Roll Call: Latest News on Capitol Hill, Congress, Politics and Elections
July 6, 2015

Student Loan Debate Could Be Senate Déjà Vu

(Chris Maddaloni/CQ Roll Call File Photo)

(Chris Maddaloni/CQ Roll Call File Photo)

If history repeats itself, the opening salvo by Senate Democratic leaders in the debate over federal student loan rates hikes will go nowhere.

Late Tuesday, Democratic Sens. Jack Reed of Rhode Island and Tom Harkin of Iowa introduced a bill with the backing of the Democratic leadership to freeze the student loan rate at 3.4 percent for two years, rather than allow the doubling provided in current law. Majority Leader Harry Reid, D-Nev., is taking procedural steps to expedite the path to the floor.

“This is an issue of fairness. Instead of raising interest rates on families struggling to pay for college, Congress should close costly, special interest tax loopholes,” Reed said in a statement. “This legislation will protect taxpayers and keep student loan interest rates  affordable while ending wasteful subsidies for oil companies and reducing the amount of taxes lost to tax havens.”

The trouble, as is often the case, comes in how to pay for it. The way budget scoring works, the lost interest payments count as a loss of revenue, and the offsets in the Democratic plan have no chance of gaining support of most Republicans (much less all Democrats).

The plan would end targeted tax benefits for the oil industry, which seems like a non-starter for Democratic Sens. Mark Begich of Alaska and Mary L. Landrieu of Louisiana, as well as most Republicans.

It also would make changes to rules for tax-deferred retirement accounts and restrict the ability to deduct interest repatriated from offshore. Republicans were quick to pan the plan.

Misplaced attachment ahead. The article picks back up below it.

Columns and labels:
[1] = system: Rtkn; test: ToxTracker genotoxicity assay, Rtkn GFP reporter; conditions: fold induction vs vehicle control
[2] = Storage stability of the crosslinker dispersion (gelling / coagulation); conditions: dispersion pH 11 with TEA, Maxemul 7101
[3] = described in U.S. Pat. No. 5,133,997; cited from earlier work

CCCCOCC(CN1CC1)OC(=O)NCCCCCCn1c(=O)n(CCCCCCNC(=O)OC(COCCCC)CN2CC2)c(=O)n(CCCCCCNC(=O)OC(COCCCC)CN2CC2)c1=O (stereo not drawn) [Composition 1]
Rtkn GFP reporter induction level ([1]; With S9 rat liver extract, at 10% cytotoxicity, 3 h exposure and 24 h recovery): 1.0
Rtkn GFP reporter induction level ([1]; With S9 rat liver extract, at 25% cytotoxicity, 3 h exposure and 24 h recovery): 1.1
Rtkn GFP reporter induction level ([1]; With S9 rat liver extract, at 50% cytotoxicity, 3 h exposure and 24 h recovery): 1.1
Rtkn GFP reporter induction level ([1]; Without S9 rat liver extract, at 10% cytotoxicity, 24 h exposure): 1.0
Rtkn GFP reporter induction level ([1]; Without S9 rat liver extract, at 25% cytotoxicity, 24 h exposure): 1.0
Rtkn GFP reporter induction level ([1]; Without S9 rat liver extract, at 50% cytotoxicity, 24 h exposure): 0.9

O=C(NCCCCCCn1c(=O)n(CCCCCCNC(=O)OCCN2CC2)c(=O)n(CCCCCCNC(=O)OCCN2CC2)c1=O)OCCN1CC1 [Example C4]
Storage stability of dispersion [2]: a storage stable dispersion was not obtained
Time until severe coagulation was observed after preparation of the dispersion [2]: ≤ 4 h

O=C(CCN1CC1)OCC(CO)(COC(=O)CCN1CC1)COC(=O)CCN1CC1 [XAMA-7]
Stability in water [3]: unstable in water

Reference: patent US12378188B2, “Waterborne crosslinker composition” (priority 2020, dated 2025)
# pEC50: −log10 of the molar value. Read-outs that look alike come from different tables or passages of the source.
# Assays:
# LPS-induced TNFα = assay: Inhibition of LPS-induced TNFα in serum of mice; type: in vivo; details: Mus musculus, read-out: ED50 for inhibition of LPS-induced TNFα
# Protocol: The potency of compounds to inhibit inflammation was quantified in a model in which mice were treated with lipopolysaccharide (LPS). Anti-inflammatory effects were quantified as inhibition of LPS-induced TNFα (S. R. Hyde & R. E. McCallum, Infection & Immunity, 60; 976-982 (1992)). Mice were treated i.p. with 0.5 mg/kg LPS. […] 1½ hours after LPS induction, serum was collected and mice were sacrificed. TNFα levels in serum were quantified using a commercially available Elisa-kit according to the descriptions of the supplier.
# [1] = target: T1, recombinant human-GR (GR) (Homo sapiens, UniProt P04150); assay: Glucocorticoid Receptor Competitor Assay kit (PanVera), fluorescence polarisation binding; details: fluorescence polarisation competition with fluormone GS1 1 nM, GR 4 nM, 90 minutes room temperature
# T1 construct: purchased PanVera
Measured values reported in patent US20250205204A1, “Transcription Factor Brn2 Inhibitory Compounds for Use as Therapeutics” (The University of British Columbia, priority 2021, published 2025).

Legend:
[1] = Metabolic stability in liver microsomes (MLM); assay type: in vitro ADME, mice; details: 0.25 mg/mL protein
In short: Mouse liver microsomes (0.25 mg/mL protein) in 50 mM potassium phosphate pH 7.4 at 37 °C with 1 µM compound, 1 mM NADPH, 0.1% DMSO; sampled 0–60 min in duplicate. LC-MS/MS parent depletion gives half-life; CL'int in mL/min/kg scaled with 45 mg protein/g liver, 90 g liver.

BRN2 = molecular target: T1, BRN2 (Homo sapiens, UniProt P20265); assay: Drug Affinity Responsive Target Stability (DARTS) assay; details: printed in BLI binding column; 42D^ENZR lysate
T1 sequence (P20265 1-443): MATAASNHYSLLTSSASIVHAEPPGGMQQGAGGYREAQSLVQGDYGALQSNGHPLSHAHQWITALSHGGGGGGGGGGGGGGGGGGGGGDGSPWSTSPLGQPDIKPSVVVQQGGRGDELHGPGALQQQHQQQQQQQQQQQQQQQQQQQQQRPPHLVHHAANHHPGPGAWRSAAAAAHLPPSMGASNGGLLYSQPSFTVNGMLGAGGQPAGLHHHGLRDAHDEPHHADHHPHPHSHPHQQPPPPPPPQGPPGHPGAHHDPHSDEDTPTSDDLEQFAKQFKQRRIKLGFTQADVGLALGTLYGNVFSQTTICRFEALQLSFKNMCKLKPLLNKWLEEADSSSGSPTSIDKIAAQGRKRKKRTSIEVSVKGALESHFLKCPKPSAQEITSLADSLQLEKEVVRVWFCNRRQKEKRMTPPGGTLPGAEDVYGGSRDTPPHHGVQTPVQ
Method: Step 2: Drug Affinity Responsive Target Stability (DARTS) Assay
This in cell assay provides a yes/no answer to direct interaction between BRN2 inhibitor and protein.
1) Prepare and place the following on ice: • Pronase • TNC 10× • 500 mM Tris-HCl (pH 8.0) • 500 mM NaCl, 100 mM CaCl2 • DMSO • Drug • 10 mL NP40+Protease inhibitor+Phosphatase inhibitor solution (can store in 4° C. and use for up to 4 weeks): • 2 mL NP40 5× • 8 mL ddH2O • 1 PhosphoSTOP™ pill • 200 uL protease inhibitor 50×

“If this was a serious effort, it would not include tax hikes that are guaranteed to draw bipartisan opposition. Even the President isn’t calling for this approach,” Don Stewart, a spokesman for Senate Minority Leader Mitch McConnell of Kentucky, said in a statement.

As a political exercise though, it might work. Pitting oil companies and offshore entities against students may be good politics for most Democrats, and Begich and Landrieu would get to vote against it.

Comments (3)

Leave a Comment

Your email address will not be published.

author email

  1. Anonymous

    June 27, 2015
    4:18 a.m.

    Thanks for the auspicious writeup. It in truth was once a enjoyment account it. Glance complex to more delivered agreeable from you! By the way, how can we communicate?

  2. Anonymous

    July 2, 2015
    1:58 p.m.

    I just could not go away your site before suggesting that I extremely enjoyed the usual information an individual provide to your visitors? Is going to be again ceaselessly to check out new posts

  3. Anonymous

    July 4, 2015
    11:35 a.m.

    Great ?V I should certainly pronounce, impressed with your website. I had no trouble navigating through all tabs and related info ended up being truly easy to do to access. I recently found what I hoped for before you know it at all. Reasonably unusual. Is likely to appreciate it for those who add forums or something, site theme . a tones way for your client to communicate. Excellent task..

Sign In

Forgot password?



Receive daily coverage of the people, politics and personality of Capitol Hill.

Subscription | Free Trial

Logging you in. One moment, please...